The UK’s first homes with household appliances fuelled entirely by hydrogen are set to be built in Low Thornley, Gateshead (in the North East Region of England), providing a look at the potential home of the future where no carbon emissions are released. The two semi-detached homes, funded with the help of the UK government’s Hy4Heat innovation programme, will open this month, showing how hydrogen has the potential to be used as a clean replacement to natural gas in the home.
The project is aligned with a larger scheme detailed in the UK Prime Minister’s Ten Point Plan for a Green Industrial Revolution (see also IFRF blogpost here) which also includes establishing a ‘Hydrogen Neighbourhood’, and to the development of plans for a potential ‘Hydrogen Town’ before the end of this decade.
The houses will use 100% hydrogen for domestic heating and cooking in appliances including boilers, hobs, cookers and fires. Unlike natural gas, which is responsible for over 30% of the UK’s carbon emissions, hydrogen produces no carbon at the point of use, with the only by-product being water.
Hydrogen could play a vital role in achieving the government’s commitment of eliminating the UK’s contribution to climate change by 2050, with the industry creating up to 8,000 jobs across Britain’s industrial heartlands and beyond by 2030, potentially unlocking up to 100,000 jobs by 2050. The project secured a £250,000 grant from the Hy4Heat programme and is being run by gas distribution companies Northern Gas Networks and Cadent Gas, which have also input £250,000 of funding each.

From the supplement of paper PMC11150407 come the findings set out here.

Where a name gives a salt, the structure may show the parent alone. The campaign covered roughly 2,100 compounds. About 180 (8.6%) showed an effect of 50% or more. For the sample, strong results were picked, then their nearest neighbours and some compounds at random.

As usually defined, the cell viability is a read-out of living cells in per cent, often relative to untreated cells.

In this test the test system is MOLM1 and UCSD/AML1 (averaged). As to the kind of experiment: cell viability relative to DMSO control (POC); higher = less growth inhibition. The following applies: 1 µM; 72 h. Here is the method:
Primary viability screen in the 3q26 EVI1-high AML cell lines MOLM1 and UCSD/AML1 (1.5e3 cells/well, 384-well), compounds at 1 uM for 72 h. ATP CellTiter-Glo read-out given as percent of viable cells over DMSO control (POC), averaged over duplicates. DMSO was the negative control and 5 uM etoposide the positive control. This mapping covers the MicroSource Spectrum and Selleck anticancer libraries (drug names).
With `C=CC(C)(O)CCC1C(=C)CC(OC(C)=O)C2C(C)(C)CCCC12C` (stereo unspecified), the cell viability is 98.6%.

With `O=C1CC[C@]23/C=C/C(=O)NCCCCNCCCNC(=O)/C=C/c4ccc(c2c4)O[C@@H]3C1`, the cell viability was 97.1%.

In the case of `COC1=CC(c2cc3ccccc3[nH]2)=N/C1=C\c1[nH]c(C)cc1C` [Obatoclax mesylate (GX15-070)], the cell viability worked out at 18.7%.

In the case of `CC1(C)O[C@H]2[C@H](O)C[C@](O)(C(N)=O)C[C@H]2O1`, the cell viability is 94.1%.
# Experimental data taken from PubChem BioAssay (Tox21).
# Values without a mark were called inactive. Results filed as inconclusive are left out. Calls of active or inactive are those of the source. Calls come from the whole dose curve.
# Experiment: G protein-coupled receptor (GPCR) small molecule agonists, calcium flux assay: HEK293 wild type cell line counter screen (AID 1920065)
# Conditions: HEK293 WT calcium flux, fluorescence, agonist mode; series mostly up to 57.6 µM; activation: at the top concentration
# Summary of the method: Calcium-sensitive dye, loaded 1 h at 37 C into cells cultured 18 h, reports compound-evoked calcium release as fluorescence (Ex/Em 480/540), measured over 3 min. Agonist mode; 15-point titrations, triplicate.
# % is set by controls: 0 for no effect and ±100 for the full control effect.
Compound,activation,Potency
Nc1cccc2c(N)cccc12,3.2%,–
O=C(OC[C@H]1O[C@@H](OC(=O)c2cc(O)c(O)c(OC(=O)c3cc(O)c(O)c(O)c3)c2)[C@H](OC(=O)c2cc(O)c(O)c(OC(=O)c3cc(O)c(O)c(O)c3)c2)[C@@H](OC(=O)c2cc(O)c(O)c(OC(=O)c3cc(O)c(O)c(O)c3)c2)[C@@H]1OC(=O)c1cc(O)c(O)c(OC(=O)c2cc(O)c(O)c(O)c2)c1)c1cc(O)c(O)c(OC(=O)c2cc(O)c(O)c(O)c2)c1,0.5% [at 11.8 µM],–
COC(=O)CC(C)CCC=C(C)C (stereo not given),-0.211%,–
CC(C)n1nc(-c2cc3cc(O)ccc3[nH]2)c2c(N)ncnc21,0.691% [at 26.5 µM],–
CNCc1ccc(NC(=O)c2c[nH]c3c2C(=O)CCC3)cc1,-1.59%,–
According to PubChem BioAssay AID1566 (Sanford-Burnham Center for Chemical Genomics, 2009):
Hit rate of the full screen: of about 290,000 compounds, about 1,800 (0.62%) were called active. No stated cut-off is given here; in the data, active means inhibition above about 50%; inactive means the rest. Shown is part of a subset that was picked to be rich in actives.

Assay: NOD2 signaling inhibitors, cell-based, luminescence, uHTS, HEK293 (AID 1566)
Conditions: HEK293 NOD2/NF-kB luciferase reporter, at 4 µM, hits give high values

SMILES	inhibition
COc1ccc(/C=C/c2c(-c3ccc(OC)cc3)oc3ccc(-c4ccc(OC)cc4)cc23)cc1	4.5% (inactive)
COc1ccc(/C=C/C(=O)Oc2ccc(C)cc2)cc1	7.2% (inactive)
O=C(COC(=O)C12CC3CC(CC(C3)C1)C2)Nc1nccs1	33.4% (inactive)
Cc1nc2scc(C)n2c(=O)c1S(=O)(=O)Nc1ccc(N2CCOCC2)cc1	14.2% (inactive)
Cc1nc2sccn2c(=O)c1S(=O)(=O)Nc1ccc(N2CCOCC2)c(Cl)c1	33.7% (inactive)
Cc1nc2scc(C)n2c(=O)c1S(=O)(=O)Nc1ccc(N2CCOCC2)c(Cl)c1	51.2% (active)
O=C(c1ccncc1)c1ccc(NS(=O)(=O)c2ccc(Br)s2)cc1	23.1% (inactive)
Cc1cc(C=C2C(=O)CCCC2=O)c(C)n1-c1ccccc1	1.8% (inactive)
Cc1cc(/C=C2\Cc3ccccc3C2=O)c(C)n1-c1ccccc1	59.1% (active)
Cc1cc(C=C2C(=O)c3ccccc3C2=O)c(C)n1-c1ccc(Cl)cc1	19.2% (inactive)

The houses are planned to be open to members of the public, who will be able to view appliances and see how they compare to existing ones. Local schools, colleges and universities will also be welcomed to learn about the new technology, as well as potential careers in the emerging green economy and in science, technology, engineering and maths (‘STEM’) subjects.
By way of background, as noted previously by the Hydrogen Council, the UK is one of the leading countries where hydrogen for heating will be deployed first.
Potential leading countries for hydrogen-based space heating of buildings (Hydrogen Council, 2017)
These countries predominantly use gas for heating buildings and have infrastructure that can be adapted to hydrogen distribution and storage.
Hydrogen has the advantage compared with electricity in that it can be stored for long periods, which is relevant as heating demand is highly seasonal. Electrification of heating using heat pumps would create a strong seasonal variation in the demand for electrical power, which would require extensive additional renewable capacity to cope with this winter demand. With hydrogen, a lower amount of renewable capacity could produce and store hydrogen throughout the year. For example, peak heating demand in the UK is about six times higher than peak electricity demand.
In addition, converting to hydrogen heating may be more convenient than full electrification, as no additional space or rewiring is needed to install new heating equipment and no adjustments to heating patterns need to be made. This could be an advantage for the use of hydrogen for space heating in terms of customer acceptance.